Intrusion analysis and detection techniques

The main work of intrusion detection systems is data analysis. The analysis process can be divided into three different phases [9]:

  1. A) Building the analyzer engine.
  2. B) Analyzing the data.
  3. C) return and correction.

Each of the first two phases consists of three steps: data pre-processing, data classification, and final processing.

  1. A) Building the analyzing engine: The first phase of the analysis is building the analyzing engine. In this phase, three actions of pre-processing, classification, and final processing occur. To do this, the following steps are performed:

1- At first, data is collected as a sample. In the case of abuse detection, this information includes characteristics of attacks, vulnerable points, and intrusions. This information for abnormality diagnosis includes system behavior in a normal state.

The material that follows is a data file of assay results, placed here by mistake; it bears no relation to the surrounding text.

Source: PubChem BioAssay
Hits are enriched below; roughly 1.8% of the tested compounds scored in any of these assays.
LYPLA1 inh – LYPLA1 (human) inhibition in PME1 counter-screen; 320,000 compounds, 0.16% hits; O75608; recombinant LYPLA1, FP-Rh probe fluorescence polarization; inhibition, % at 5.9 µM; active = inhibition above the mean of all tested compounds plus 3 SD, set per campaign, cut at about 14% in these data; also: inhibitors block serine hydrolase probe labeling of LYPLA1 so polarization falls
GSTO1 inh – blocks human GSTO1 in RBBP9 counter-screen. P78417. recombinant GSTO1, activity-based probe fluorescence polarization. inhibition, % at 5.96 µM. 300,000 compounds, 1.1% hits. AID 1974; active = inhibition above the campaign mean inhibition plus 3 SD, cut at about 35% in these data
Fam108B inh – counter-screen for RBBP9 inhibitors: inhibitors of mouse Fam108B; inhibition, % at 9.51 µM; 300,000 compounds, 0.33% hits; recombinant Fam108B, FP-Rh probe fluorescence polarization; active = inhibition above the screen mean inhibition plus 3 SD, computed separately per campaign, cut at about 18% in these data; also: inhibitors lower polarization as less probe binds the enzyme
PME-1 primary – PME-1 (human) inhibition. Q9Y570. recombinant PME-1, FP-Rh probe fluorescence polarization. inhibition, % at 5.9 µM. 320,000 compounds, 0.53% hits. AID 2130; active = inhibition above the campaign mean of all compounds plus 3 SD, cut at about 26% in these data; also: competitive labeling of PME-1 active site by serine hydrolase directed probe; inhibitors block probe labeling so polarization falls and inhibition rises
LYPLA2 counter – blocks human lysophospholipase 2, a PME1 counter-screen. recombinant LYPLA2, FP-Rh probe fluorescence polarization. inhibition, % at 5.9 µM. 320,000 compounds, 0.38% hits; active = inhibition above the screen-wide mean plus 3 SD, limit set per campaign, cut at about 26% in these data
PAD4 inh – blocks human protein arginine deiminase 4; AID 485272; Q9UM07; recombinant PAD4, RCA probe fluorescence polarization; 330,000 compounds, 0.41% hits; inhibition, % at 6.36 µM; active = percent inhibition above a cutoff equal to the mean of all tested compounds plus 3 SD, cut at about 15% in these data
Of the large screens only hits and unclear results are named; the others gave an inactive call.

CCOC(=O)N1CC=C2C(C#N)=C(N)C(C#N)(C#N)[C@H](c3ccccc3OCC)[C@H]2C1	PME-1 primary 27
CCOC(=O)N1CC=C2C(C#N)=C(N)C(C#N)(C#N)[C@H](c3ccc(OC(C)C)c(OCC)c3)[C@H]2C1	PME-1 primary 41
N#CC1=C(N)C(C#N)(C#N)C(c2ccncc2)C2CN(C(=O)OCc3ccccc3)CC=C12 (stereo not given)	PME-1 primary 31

2- The next stage of data collection is to perform pre-processing on them so that they can be converted into a form that can be used.

3- After the pre-processing, handling, and building of the attack model are done. Abuse diagnosis data are classified based on rules and patterns, and anomaly diagnosis data are classified based on signs and behavioral characteristics of users and the operating system.

4- After making the desired models, they are stored somewhere. In this way, the analyzer engine is made.

  1. B) Analyzing the data: The second phase is to perform the analysis. This work is done by the analyzer engine built in the previous phase and applied to the input data. The process of doing work in this phase is as follows:

1- Receiving new data that can be produced by any of the information sources.

2- Performing pre-processing on new data to be checked with the models available in the analyzer engine. In detecting abuse, this work is done by converting the information to the desired format, and in diagnosing anomalies, this work is done by modifying the signs and behavioral characteristics of users and the system.

3- Analysis is done on pre-processed information. This is done by comparing the signs and signs already stored in the analyzer engine.